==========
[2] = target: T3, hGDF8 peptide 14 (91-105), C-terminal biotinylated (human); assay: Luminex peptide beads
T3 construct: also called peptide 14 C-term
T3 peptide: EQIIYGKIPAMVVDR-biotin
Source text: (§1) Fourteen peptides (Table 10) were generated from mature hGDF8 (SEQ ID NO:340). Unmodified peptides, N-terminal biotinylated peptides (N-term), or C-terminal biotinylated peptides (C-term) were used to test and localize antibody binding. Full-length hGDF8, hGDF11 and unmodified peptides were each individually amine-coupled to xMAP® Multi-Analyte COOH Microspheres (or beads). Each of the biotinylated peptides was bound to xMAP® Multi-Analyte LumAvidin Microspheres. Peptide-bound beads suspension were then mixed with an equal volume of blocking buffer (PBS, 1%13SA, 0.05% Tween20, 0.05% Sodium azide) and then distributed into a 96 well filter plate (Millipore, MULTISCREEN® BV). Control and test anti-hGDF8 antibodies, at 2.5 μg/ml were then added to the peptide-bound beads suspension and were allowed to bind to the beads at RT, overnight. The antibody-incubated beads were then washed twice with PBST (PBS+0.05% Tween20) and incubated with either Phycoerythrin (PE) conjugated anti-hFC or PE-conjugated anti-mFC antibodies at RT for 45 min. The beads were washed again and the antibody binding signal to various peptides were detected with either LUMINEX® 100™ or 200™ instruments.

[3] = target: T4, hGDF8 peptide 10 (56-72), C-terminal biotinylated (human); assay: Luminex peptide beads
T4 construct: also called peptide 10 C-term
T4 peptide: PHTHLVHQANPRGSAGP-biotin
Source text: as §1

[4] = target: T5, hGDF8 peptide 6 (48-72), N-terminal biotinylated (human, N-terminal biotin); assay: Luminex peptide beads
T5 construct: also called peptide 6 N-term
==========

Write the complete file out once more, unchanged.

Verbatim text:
[2] = target: T3, hGDF8 peptide 14 (91-105), C-terminal biotinylated (human); assay: Luminex peptide beads
T3 construct: also called peptide 14 C-term
T3 peptide: EQIIYGKIPAMVVDR-biotin
Source text: (§1) Fourteen peptides (Table 10) were generated from mature hGDF8 (SEQ ID NO:340). Unmodified peptides, N-terminal biotinylated peptides (N-term), or C-terminal biotinylated peptides (C-term) were used to test and localize antibody binding. Full-length hGDF8, hGDF11 and unmodified peptides were each individually amine-coupled to xMAP® Multi-Analyte COOH Microspheres (or beads). Each of the biotinylated peptides was bound to xMAP® Multi-Analyte LumAvidin Microspheres. Peptide-bound beads suspension were then mixed with an equal volume of blocking buffer (PBS, 1%13SA, 0.05% Tween20, 0.05% Sodium azide) and then distributed into a 96 well filter plate (Millipore, MULTISCREEN® BV). Control and test anti-hGDF8 antibodies, at 2.5 μg/ml were then added to the peptide-bound beads suspension and were allowed to bind to the beads at RT, overnight. The antibody-incubated beads were then washed twice with PBST (PBS+0.05% Tween20) and incubated with either Phycoerythrin (PE) conjugated anti-hFC or PE-conjugated anti-mFC antibodies at RT for 45 min. The beads were washed again and the antibody binding signal to various peptides were detected with either LUMINEX® 100™ or 200™ instruments.

[3] = target: T4, hGDF8 peptide 10 (56-72), C-terminal biotinylated (human); assay: Luminex peptide beads
T4 construct: also called peptide 10 C-term
T4 peptide: PHTHLVHQANPRGSAGP-biotin
Source text: as §1

[4] = target: T5, hGDF8 peptide 6 (48-72), N-terminal biotinylated (human, N-terminal biotin); assay: Luminex peptide beads
T5 construct: also called peptide 6 N-term